Audio processing is not necessarily about being the loudest. First and foremost, you should complement your on-air presentation, and match your programming mood.
After starting our radio sound processing series with Orban and Omnia, we now meet Mike Erickson of Wheatstone Audio Processing for a good talk about how quality WAV + linear STL help you achieve longer TSL + higher PPM! And how less = more, especially when you don’t have a huge budget. “I’ve never heard a listener complain that a station was not loud enough.”
“You were stretching the analog soup
as far as you could”
Create an audio chain
When Mike Erickson was helping smaller radio stations to improve their on-air sound, early in his career, he sometimes had to find both innovative and low-cost solutions. “I used to look for pre-processors that are flying under the radar – cheap multiband compressors or automatic gain controllers, which created certain effects that most people wouldn’t know about. I also scoured eBay, and searched in radio station closets for old broadcast processors to fix them up and put them on air. I was successful at making old stuff sound pretty good, compared to digital Omnia 6s and Orban 8400s.” He later became an audio engineer for CBS Radio in New York, and currently is a support engineer for Wheatstone Audio Processing.
He sees the Orban 8000 in 1975 as the first evolution. It managed to combine a wideband gain control device, pre-emphasis limiter and stereo generator and make it work as a system. When Disco music (powerful bass) became popular, wideband gain reduction was no longer ideal: “Some partially solved that problem by placing multiband processors in front of the 8000, but it wasn’t truly cured until the Orban 8100 with its split-band processing.”
Develop digital processing innovations
Erickson recalls that in the 80s, stations used to have several processors in a row: “To get more loudness, you were stretching the analog soup as far as you could”. This started to end with digital processors, like the Orban 8200 which had a 2-band AGC and a 5-band compressor/limiter, and the Cutting Edge (now Omnia) Unity 2000 model that had a wide-band AGC, followed by a 4-band AGC and a 4-band limiter. “Unlike separate processors in front of the main one, these sections work together as a system in one piece of hardware. That’s where processing has really been moving as far as the structure of how it works. Nowadays, of course, manufacturers like Wheatstone take audio processing one step further with new digital signal processing advancements.”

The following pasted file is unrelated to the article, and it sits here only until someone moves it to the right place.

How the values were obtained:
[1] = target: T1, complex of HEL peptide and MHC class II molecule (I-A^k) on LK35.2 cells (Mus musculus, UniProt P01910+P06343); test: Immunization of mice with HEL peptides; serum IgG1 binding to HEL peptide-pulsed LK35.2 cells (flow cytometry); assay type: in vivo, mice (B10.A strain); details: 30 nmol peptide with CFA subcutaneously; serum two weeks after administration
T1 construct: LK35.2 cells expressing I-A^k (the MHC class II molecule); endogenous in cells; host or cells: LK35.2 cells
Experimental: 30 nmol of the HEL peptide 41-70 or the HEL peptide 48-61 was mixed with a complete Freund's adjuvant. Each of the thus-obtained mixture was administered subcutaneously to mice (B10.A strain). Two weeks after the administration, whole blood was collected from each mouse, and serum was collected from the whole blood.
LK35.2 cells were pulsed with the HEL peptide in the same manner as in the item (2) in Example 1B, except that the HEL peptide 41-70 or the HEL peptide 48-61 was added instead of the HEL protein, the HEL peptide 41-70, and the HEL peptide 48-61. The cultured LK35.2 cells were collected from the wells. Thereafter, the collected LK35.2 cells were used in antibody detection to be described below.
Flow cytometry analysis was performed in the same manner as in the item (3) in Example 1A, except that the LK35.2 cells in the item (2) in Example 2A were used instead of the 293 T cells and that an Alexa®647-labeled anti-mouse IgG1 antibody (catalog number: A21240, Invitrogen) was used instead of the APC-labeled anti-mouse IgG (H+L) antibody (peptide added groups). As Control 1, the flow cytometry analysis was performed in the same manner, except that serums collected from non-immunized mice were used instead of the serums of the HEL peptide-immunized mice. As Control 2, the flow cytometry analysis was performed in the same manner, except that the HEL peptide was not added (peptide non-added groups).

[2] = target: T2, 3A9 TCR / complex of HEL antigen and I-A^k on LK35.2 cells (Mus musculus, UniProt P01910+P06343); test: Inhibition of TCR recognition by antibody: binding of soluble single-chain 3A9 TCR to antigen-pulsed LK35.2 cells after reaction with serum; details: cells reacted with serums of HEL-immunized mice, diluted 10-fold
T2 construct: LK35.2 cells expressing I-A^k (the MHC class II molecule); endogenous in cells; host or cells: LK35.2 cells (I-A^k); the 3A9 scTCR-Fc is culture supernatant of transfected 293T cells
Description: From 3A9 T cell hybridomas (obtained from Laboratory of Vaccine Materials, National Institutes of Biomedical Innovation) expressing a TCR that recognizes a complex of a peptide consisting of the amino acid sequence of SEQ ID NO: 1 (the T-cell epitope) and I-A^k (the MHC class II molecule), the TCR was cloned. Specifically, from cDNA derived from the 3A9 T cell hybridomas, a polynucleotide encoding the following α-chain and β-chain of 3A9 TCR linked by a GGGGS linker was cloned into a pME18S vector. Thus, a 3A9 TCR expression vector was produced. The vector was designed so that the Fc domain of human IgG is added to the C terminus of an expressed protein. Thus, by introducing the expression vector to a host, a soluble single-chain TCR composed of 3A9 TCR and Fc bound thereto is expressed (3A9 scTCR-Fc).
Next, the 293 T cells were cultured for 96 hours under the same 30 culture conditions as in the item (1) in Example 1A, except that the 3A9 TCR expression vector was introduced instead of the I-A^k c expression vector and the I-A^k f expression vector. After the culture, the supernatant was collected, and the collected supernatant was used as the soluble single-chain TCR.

“By guesstimating the original signal levels,
you’re unmasking the final limiting products”
Adapt processing to necessity
A common problem is excessive composite clipping, which Wheatstone solves by putting automatic gain control intelligence in a side chain. “A lot of processors use wide-band AGCs in the signal path. Sometimes you hear them work, like low passages that rise up unnaturally.” Mike Erickson explains how their own side chain automatic gain control works. Incoming audio will first go through input conditioning (including a low-pass filter, phase rotator, balance control and gain control), and the output of that is split. The main signal continues to a 5-band AGC compressor, while the side chain goes to a signal analyzer that sends data to, and receives data from, the 5-band processor. The analyzer will then slow down the processing when the audio has limited dynamic range.
In his opinion, one should be careful with restoring lost dynamics of over-processed music by reformatting sound waves, like some manufacturers do. “The problem is that when you have added dynamic range by guesstimating the original signal levels, you’re unmasking the final limiting products of the mastering processor. The waveform may look prettier, but the harmonics from that hard limiting are still in that product.”
Keep an open sound
According to Erickson, their SST AGC algorithm not only handles dynamically challenged audio material. “It also helps with transitions from cut to cut and from source to source, especially when their levels are very different. It can quickly catch up, but it doesn’t sound like catching up. It will raise the average level of softer parts of a song, like a soft piano, but not to the point where you hear clipping artifacts. It tries to keep an appearance of dynamic range, while maintaining a high level of average modulation. Because we don’t use expanders, the body of the music remains and it still sounds open.”
“Other stations sounded like
they were lost inside the radio”
Experiment with processing setups
“I was working for WCBS-FM between 2007 and 2010, after it had switched back from the Jack FM format. At that time, CBS-FM had an Optimod 8500 with a TransLanTech Ariane leveler in front – a device that the other CBS stations in New York used as well. I had installed another ‘secret’ box in front of the Ariane, to give the audio a little extra punch”, says Mike Erickson. “I loved the Orban, but a year later Wheatstone came out with one of their first FM broadcast processors, the AP2000. We tried it on the air, and it sounded unbelievable. But I couldn’t get budget to buy it, because I just got the 8500 a year before.”